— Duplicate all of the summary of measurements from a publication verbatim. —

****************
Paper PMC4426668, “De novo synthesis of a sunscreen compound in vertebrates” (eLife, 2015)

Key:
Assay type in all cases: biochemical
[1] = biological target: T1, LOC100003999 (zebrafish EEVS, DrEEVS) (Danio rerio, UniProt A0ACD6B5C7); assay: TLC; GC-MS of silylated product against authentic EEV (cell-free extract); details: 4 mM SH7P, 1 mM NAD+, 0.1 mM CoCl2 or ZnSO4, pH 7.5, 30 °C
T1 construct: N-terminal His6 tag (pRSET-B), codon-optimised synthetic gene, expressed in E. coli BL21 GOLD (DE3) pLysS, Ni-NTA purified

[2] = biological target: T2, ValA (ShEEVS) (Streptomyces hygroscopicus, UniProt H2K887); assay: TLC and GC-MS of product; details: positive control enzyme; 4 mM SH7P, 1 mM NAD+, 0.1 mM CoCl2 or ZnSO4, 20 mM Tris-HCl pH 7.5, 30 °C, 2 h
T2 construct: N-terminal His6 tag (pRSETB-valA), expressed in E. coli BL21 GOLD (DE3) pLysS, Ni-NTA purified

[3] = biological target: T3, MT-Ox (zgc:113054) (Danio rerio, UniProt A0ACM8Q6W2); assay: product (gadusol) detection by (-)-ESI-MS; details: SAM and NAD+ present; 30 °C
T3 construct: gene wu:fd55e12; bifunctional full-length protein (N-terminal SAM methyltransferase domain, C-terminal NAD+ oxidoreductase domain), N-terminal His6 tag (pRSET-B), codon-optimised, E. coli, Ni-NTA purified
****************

Paper PMC4426668, “De novo synthesis of a sunscreen compound in vertebrates” (eLife, 2015)

Key:
Assay type in all cases: biochemical
[1] = biological target: T1, LOC100003999 (zebrafish EEVS, DrEEVS) (Danio rerio, UniProt A0ACD6B5C7); assay: TLC; GC-MS of silylated product against authentic EEV (cell-free extract); details: 4 mM SH7P, 1 mM NAD+, 0.1 mM CoCl2 or ZnSO4, pH 7.5, 30 °C
T1 construct: N-terminal His6 tag (pRSET-B), codon-optimised synthetic gene, expressed in E. coli BL21 GOLD (DE3) pLysS, Ni-NTA purified

[2] = biological target: T2, ValA (ShEEVS) (Streptomyces hygroscopicus, UniProt H2K887); assay: TLC and GC-MS of product; details: positive control enzyme; 4 mM SH7P, 1 mM NAD+, 0.1 mM CoCl2 or ZnSO4, 20 mM Tris-HCl pH 7.5, 30 °C, 2 h
T2 construct: N-terminal His6 tag (pRSETB-valA), expressed in E. coli BL21 GOLD (DE3) pLysS, Ni-NTA purified

[3] = biological target: T3, MT-Ox (zgc:113054) (Danio rerio, UniProt A0ACM8Q6W2); assay: product (gadusol) detection by (-)-ESI-MS; details: SAM and NAD+ present; 30 °C
T3 construct: gene wu:fd55e12; bifunctional full-length protein (N-terminal SAM methyltransferase domain, C-terminal NAD+ oxidoreductase domain), N-terminal His6 tag (pRSET-B), codon-optimised, E. coli, Ni-NTA purified